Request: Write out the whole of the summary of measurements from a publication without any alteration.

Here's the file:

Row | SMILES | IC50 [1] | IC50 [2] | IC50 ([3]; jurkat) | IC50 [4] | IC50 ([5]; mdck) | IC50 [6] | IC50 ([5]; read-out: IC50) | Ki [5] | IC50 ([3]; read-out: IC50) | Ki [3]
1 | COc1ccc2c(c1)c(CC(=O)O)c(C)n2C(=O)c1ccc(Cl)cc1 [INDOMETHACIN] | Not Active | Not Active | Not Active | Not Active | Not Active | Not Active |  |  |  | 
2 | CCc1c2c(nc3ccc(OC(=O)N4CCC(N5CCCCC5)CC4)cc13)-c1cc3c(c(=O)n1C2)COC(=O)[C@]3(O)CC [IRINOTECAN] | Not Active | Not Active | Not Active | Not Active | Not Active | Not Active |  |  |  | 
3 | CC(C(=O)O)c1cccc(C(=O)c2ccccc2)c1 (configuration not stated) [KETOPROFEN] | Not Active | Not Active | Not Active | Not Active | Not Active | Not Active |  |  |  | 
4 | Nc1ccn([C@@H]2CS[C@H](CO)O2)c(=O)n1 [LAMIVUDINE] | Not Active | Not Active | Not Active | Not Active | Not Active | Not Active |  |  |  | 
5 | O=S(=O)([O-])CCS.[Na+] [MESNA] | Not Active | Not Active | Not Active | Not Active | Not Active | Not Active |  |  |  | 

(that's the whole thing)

Row | SMILES | IC50 [1] | IC50 [2] | IC50 ([3]; jurkat) | IC50 [4] | IC50 ([5]; mdck) | IC50 [6] | IC50 ([5]; read-out: IC50) | Ki [5] | IC50 ([3]; read-out: IC50) | Ki [3]
1 | COc1ccc2c(c1)c(CC(=O)O)c(C)n2C(=O)c1ccc(Cl)cc1 [INDOMETHACIN] | Not Active | Not Active | Not Active | Not Active | Not Active | Not Active |  |  |  | 
2 | CCc1c2c(nc3ccc(OC(=O)N4CCC(N5CCCCC5)CC4)cc13)-c1cc3c(c(=O)n1C2)COC(=O)[C@]3(O)CC [IRINOTECAN] | Not Active | Not Active | Not Active | Not Active | Not Active | Not Active |  |  |  | 
3 | CC(C(=O)O)c1cccc(C(=O)c2ccccc2)c1 (configuration not stated) [KETOPROFEN] | Not Active | Not Active | Not Active | Not Active | Not Active | Not Active |  |  |  | 
4 | Nc1ccn([C@@H]2CS[C@H](CO)O2)c(=O)n1 [LAMIVUDINE] | Not Active | Not Active | Not Active | Not Active | Not Active | Not Active |  |  |  | 
5 | O=S(=O)([O-])CCS.[Na+] [MESNA] | Not Active | Not Active | Not Active | Not Active | Not Active | Not Active |  |  |  | 